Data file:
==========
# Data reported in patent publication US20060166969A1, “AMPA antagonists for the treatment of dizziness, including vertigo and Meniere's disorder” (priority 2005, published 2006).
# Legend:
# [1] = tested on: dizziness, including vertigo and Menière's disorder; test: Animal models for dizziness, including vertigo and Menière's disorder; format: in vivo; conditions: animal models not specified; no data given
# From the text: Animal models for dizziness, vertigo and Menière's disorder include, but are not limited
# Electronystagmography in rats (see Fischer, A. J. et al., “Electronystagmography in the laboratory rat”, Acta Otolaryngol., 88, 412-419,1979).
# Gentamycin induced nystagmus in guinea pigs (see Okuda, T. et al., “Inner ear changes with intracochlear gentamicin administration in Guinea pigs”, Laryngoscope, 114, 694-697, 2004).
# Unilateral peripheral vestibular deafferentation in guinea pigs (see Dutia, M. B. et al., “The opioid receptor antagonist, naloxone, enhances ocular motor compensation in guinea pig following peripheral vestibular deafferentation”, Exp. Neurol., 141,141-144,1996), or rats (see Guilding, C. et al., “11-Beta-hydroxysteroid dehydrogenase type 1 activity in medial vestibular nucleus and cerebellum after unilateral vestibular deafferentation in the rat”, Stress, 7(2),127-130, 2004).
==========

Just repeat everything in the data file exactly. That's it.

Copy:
# Data reported in patent publication US20060166969A1, “AMPA antagonists for the treatment of dizziness, including vertigo and Meniere's disorder” (priority 2005, published 2006).
# Legend:
# [1] = tested on: dizziness, including vertigo and Menière's disorder; test: Animal models for dizziness, including vertigo and Menière's disorder; format: in vivo; conditions: animal models not specified; no data given
# From the text: Animal models for dizziness, vertigo and Menière's disorder include, but are not limited
# Electronystagmography in rats (see Fischer, A. J. et al., “Electronystagmography in the laboratory rat”, Acta Otolaryngol., 88, 412-419,1979).
# Gentamycin induced nystagmus in guinea pigs (see Okuda, T. et al., “Inner ear changes with intracochlear gentamicin administration in Guinea pigs”, Laryngoscope, 114, 694-697, 2004).
# Unilateral peripheral vestibular deafferentation in guinea pigs (see Dutia, M. B. et al., “The opioid receptor antagonist, naloxone, enhances ocular motor compensation in guinea pig following peripheral vestibular deafferentation”, Exp. Neurol., 141,141-144,1996), or rats (see Guilding, C. et al., “11-Beta-hydroxysteroid dehydrogenase type 1 activity in medial vestibular nucleus and cerebellum after unilateral vestibular deafferentation in the rat”, Stress, 7(2),127-130, 2004).